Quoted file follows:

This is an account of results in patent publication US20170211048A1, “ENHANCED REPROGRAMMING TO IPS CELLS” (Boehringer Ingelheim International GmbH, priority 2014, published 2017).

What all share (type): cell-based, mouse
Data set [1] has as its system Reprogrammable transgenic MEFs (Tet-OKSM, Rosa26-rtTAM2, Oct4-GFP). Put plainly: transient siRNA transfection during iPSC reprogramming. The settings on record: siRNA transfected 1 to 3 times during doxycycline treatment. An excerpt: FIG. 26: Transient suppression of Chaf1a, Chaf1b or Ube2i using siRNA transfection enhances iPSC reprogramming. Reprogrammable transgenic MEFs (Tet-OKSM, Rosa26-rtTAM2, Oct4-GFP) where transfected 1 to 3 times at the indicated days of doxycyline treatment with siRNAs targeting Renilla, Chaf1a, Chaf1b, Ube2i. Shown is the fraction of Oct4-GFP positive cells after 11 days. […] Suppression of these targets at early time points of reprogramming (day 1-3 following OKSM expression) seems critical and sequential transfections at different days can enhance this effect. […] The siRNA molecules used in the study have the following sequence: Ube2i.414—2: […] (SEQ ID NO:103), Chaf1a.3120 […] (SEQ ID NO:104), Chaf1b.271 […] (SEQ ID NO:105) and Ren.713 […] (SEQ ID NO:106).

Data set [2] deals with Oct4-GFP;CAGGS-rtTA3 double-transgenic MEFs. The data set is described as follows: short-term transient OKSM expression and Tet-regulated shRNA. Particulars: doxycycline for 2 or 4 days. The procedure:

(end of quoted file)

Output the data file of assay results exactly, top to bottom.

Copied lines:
This is an account of results in patent publication US20170211048A1, “ENHANCED REPROGRAMMING TO IPS CELLS” (Boehringer Ingelheim International GmbH, priority 2014, published 2017).

What all share (type): cell-based, mouse
Data set [1] has as its system Reprogrammable transgenic MEFs (Tet-OKSM, Rosa26-rtTAM2, Oct4-GFP). Put plainly: transient siRNA transfection during iPSC reprogramming. The settings on record: siRNA transfected 1 to 3 times during doxycycline treatment. An excerpt: FIG. 26: Transient suppression of Chaf1a, Chaf1b or Ube2i using siRNA transfection enhances iPSC reprogramming. Reprogrammable transgenic MEFs (Tet-OKSM, Rosa26-rtTAM2, Oct4-GFP) where transfected 1 to 3 times at the indicated days of doxycyline treatment with siRNAs targeting Renilla, Chaf1a, Chaf1b, Ube2i. Shown is the fraction of Oct4-GFP positive cells after 11 days. […] Suppression of these targets at early time points of reprogramming (day 1-3 following OKSM expression) seems critical and sequential transfections at different days can enhance this effect. […] The siRNA molecules used in the study have the following sequence: Ube2i.414—2: […] (SEQ ID NO:103), Chaf1a.3120 […] (SEQ ID NO:104), Chaf1b.271 […] (SEQ ID NO:105) and Ren.713 […] (SEQ ID NO:106).

Data set [2] deals with Oct4-GFP;CAGGS-rtTA3 double-transgenic MEFs. The data set is described as follows: short-term transient OKSM expression and Tet-regulated shRNA. Particulars: doxycycline for 2 or 4 days. The procedure: